Regulation of the excitation / inhibition balance during the menstrual cycle in healthy women and women with PMDD

Premenstrual syndrome (PMS) is frequently observed in healthy women of reproductive age: shortly before the start of menstruation, women experienced unpleasant physical sensations, mood swings, and appetite changes. However, such cyclical changes can also take extremely severe forms, leading to disability, and, in some cases, to suicide [1]. This severe form of PMS – premenstrual dysphoric disorder (PMDD) – is observed in 2-6% of women of reproductive age [2]. The importance of PMDD research has been recognized in western countries (https://www.bbc.com/future/article/20191213-pmdd-a-little-understood-and-often-misdiagnosed-condition). Unfortunately, in Russia this problem attracts unfairly little attention.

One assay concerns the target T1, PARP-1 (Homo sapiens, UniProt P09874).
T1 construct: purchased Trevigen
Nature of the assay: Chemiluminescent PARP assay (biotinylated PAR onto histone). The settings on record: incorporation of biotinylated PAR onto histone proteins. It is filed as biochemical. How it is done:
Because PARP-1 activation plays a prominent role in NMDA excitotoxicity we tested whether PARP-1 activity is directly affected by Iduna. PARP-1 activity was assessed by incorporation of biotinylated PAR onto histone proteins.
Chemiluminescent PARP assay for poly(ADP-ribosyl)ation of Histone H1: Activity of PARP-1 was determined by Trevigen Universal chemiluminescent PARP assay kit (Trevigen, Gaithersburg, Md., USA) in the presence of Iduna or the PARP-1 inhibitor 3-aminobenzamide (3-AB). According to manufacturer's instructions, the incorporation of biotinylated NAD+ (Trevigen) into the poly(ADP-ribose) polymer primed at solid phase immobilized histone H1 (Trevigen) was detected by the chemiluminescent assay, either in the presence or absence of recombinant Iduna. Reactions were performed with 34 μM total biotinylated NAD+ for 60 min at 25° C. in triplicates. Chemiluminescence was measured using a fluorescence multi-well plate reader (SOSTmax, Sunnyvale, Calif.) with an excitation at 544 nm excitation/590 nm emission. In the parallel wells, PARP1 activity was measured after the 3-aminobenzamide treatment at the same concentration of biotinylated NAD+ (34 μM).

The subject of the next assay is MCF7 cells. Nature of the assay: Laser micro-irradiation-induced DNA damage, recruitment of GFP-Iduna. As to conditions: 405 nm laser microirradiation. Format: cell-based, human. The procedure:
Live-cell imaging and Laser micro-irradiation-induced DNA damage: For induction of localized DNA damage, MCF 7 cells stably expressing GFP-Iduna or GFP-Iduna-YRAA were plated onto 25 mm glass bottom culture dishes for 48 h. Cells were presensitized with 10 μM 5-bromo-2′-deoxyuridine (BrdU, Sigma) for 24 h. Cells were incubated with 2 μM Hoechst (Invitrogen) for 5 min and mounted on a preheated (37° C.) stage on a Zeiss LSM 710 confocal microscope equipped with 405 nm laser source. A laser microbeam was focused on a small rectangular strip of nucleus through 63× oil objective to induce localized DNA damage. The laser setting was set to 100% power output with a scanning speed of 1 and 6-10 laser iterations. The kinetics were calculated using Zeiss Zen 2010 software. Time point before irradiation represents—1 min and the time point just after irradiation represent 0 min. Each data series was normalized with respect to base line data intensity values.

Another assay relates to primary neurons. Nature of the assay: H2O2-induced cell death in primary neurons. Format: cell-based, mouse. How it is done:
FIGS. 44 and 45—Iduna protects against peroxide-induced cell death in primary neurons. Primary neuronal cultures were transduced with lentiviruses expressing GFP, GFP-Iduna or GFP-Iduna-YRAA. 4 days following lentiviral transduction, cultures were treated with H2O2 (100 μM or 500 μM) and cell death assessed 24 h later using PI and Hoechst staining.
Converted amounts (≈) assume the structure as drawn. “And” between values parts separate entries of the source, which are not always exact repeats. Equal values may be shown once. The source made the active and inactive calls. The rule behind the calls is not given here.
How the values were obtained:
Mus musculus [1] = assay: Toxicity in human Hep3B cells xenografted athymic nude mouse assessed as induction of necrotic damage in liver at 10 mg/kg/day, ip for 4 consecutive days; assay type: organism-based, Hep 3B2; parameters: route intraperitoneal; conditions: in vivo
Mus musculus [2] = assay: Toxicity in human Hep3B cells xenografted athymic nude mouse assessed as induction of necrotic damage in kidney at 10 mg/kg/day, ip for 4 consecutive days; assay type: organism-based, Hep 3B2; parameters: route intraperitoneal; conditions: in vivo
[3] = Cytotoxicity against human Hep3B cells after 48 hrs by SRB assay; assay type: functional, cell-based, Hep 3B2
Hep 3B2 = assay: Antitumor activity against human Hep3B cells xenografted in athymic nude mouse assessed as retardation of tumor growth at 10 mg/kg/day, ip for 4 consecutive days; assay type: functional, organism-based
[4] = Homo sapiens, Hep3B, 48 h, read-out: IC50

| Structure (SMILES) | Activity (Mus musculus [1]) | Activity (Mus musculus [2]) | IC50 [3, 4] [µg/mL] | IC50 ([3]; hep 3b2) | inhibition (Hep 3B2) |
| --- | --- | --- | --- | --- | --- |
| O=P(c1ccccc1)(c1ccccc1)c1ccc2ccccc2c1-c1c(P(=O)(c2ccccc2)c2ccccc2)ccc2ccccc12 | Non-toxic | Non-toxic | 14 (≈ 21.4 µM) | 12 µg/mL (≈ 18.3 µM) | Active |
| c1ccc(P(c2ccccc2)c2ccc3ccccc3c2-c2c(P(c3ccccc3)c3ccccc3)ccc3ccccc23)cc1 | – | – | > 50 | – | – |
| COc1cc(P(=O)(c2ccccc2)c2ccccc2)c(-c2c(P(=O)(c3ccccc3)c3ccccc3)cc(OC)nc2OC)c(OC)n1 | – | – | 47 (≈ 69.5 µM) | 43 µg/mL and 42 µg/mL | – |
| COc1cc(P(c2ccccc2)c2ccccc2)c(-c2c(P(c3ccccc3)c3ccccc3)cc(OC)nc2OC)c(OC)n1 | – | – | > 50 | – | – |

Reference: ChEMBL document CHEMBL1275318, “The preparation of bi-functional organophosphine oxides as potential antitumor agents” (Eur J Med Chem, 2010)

PMS and PMDD are associated with fluctuations in sex hormones - primarily progesterone - during the menstrual cycle [3]. There is evidence that an abnormal sensitivity of neural cells to this hormone can lead to sharp changes in the balance of neural excitement and inhibition (E/I balance) in the brain structures and, as a result, to emotional instability and other behavioral manifestations.

Herein, we investigate how the E/I balance changes during the menstrual cycle in healthy women in those with PMDD. To assess the E/I balance we plan to use magnetoencephalogram (MEG); in particular MEG parameters based on the modulation of fast oscillations of brain electromagnetic activity ('gamma oscillations') by excitatory drive to the visual cortex [4-7].

This study will help to understand the mechanisms of normal cyclic changes in the E/I balance in women, and identify markers of the E/I unbalance, which that can be used to diagnose PMDD and monitor its treatment.

Figure 1. 'Gamma response' of the cortex to visual stimulation in one subject in the follicular (F) and luteal (L) phases of the menstrual cycle.

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